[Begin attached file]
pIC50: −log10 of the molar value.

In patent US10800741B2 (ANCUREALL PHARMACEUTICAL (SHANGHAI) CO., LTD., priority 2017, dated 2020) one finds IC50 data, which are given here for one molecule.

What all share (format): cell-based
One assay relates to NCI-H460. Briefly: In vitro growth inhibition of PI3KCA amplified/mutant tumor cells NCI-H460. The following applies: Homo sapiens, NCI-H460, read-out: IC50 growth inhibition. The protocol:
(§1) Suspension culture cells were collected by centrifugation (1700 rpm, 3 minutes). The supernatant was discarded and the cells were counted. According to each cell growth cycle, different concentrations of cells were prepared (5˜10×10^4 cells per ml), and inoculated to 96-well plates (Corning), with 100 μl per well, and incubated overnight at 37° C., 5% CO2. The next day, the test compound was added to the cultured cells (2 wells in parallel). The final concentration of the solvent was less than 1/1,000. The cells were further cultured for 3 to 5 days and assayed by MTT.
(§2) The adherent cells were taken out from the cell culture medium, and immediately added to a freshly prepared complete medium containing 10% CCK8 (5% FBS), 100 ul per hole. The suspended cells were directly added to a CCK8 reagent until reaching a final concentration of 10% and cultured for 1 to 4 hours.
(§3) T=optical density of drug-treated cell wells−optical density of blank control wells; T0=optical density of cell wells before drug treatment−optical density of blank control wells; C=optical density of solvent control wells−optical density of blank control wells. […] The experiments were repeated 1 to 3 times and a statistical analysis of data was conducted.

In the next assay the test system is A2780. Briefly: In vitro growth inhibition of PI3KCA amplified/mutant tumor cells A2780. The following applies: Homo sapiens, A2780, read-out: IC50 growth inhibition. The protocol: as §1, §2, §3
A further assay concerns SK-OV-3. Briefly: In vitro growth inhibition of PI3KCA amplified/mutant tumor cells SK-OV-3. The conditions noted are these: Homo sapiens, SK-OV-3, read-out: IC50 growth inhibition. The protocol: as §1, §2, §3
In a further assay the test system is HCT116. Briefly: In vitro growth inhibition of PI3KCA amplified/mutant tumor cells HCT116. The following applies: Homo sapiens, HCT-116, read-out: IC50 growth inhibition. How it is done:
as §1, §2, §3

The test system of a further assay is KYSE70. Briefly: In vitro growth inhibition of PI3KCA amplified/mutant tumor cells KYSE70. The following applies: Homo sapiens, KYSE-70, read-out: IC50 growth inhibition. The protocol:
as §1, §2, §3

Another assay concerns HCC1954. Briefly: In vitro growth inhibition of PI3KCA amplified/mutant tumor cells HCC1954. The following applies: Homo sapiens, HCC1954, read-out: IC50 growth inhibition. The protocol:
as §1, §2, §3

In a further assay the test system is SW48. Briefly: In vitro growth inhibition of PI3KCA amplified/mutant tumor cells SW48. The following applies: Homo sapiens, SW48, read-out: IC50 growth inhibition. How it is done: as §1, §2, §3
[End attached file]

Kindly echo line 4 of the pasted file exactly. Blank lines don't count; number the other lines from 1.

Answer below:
One assay relates to NCI-H460. Briefly: In vitro growth inhibition of PI3KCA amplified/mutant tumor cells NCI-H460. The following applies: Homo sapiens, NCI-H460, read-out: IC50 growth inhibition. The protocol: